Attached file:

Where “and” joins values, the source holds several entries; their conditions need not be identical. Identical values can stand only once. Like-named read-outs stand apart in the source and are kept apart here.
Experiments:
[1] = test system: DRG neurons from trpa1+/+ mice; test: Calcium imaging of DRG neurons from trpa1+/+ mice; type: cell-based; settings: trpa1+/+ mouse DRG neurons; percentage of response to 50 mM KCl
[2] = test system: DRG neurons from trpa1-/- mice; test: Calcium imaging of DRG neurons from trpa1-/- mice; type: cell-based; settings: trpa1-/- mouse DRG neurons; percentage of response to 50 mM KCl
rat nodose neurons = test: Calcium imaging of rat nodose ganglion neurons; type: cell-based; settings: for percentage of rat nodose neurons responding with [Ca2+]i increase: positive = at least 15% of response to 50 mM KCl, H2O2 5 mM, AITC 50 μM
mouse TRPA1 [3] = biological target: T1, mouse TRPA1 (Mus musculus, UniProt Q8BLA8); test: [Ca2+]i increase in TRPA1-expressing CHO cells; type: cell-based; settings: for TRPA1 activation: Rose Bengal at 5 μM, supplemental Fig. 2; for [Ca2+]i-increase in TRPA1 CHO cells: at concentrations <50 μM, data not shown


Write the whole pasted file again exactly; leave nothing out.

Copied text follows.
Where “and” joins values, the source holds several entries; their conditions need not be identical. Identical values can stand only once. Like-named read-outs stand apart in the source and are kept apart here.
Experiments:
[1] = test system: DRG neurons from trpa1+/+ mice; test: Calcium imaging of DRG neurons from trpa1+/+ mice; type: cell-based; settings: trpa1+/+ mouse DRG neurons; percentage of response to 50 mM KCl
[2] = test system: DRG neurons from trpa1-/- mice; test: Calcium imaging of DRG neurons from trpa1-/- mice; type: cell-based; settings: trpa1-/- mouse DRG neurons; percentage of response to 50 mM KCl
rat nodose neurons = test: Calcium imaging of rat nodose ganglion neurons; type: cell-based; settings: for percentage of rat nodose neurons responding with [Ca2+]i increase: positive = at least 15% of response to 50 mM KCl, H2O2 5 mM, AITC 50 μM
mouse TRPA1 [3] = biological target: T1, mouse TRPA1 (Mus musculus, UniProt Q8BLA8); test: [Ca2+]i increase in TRPA1-expressing CHO cells; type: cell-based; settings: for TRPA1 activation: Rose Bengal at 5 μM, supplemental Fig. 2; for [Ca2+]i-increase in TRPA1 CHO cells: at concentrations <50 μM, data not shown